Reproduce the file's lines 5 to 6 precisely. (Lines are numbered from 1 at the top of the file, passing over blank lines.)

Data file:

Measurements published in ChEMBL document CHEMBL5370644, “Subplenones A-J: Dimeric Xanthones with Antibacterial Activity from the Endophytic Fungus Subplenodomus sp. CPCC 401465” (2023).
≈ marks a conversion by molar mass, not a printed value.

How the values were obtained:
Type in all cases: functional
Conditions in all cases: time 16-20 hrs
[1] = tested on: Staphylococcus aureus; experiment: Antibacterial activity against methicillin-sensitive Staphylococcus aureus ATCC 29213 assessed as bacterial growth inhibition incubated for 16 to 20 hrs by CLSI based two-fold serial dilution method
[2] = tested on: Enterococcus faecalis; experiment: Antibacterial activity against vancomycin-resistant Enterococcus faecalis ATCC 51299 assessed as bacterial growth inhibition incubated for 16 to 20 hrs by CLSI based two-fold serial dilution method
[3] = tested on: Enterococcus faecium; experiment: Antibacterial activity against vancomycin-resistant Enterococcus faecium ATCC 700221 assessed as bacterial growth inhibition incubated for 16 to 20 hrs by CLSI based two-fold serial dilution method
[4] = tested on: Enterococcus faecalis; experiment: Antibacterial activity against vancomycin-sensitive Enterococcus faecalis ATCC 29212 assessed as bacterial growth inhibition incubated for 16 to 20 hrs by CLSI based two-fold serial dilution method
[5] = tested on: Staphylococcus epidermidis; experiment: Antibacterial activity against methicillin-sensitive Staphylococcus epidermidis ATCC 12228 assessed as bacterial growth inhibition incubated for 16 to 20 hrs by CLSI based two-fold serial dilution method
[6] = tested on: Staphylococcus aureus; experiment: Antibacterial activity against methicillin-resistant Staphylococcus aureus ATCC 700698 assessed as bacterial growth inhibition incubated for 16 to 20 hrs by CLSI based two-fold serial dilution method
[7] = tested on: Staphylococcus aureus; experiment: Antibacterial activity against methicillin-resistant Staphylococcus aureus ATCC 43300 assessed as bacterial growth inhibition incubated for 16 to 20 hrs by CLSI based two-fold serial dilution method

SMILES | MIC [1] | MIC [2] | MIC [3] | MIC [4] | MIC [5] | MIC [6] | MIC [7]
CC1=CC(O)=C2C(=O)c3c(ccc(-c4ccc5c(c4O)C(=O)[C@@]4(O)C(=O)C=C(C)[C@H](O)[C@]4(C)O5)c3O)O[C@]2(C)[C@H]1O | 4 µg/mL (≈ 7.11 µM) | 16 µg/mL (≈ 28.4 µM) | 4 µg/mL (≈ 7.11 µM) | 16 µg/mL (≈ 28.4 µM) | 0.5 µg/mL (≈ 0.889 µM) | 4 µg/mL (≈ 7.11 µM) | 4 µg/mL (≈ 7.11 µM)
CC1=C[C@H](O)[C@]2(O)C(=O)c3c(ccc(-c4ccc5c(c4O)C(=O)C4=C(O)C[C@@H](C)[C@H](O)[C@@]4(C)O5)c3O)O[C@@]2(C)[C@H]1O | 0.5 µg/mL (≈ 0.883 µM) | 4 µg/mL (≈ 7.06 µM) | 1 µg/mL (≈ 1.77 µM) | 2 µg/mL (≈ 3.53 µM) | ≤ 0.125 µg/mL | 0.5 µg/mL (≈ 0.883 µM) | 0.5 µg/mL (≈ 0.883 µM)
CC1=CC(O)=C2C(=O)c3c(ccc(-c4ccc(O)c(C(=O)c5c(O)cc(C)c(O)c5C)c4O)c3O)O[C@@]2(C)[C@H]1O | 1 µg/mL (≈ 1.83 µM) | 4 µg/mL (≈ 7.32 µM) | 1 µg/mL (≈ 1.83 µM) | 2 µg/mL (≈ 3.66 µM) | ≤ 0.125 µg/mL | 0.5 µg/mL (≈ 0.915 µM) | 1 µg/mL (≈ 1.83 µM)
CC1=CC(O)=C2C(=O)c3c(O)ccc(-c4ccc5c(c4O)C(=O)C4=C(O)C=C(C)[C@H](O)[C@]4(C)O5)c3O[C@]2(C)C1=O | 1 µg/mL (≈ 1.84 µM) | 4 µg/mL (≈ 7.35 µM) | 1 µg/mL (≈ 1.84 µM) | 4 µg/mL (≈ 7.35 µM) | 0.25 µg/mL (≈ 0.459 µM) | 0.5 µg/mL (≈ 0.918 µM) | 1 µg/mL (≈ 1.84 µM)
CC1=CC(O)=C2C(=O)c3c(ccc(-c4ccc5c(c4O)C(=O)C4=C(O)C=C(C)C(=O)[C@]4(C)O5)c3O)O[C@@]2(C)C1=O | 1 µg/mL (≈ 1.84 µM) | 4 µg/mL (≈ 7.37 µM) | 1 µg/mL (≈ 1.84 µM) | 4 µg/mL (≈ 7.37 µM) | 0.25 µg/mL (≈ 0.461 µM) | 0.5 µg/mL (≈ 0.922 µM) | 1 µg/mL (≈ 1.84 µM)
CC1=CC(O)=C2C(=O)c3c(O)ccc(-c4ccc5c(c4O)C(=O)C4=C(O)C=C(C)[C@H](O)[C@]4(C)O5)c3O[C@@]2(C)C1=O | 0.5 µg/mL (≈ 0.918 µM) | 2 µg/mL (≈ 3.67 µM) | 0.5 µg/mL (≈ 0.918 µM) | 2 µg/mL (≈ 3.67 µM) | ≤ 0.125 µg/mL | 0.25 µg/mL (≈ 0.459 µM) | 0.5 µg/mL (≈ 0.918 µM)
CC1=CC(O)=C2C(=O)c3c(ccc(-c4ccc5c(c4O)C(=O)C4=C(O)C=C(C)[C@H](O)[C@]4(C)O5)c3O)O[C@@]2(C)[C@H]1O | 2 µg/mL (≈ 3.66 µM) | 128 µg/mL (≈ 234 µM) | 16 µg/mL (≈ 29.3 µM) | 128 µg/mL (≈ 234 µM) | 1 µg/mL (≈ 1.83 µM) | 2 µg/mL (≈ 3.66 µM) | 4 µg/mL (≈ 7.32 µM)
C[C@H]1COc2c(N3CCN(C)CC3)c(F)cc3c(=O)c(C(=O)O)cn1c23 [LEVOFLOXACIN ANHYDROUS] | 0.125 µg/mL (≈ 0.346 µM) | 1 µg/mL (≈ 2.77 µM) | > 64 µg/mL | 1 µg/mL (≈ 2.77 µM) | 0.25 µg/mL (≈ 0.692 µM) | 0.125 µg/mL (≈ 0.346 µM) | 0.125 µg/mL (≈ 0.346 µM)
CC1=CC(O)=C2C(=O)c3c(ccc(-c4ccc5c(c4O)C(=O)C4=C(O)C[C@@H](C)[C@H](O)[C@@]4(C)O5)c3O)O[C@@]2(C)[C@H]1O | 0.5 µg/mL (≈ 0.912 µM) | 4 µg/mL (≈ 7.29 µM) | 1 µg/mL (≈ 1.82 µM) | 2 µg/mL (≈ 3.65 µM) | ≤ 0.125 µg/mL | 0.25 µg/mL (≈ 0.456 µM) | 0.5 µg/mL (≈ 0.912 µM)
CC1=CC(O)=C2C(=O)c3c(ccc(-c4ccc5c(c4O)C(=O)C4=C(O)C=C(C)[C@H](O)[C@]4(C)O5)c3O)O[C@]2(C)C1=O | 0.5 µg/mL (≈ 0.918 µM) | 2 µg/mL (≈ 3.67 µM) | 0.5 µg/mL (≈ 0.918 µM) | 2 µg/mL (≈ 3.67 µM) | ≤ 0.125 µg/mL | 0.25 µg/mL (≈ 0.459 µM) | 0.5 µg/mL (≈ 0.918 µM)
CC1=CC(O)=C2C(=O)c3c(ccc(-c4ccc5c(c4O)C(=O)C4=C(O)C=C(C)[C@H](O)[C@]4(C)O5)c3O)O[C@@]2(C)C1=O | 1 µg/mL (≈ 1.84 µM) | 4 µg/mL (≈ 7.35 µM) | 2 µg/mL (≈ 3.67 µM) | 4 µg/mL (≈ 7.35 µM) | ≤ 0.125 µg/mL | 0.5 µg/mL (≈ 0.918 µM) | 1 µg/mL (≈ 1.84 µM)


Conditions in all cases: time 16-20 hrs
[1] = tested on: Staphylococcus aureus; experiment: Antibacterial activity against methicillin-sensitive Staphylococcus aureus ATCC 29213 assessed as bacterial growth inhibition incubated for 16 to 20 hrs by CLSI based two-fold serial dilution method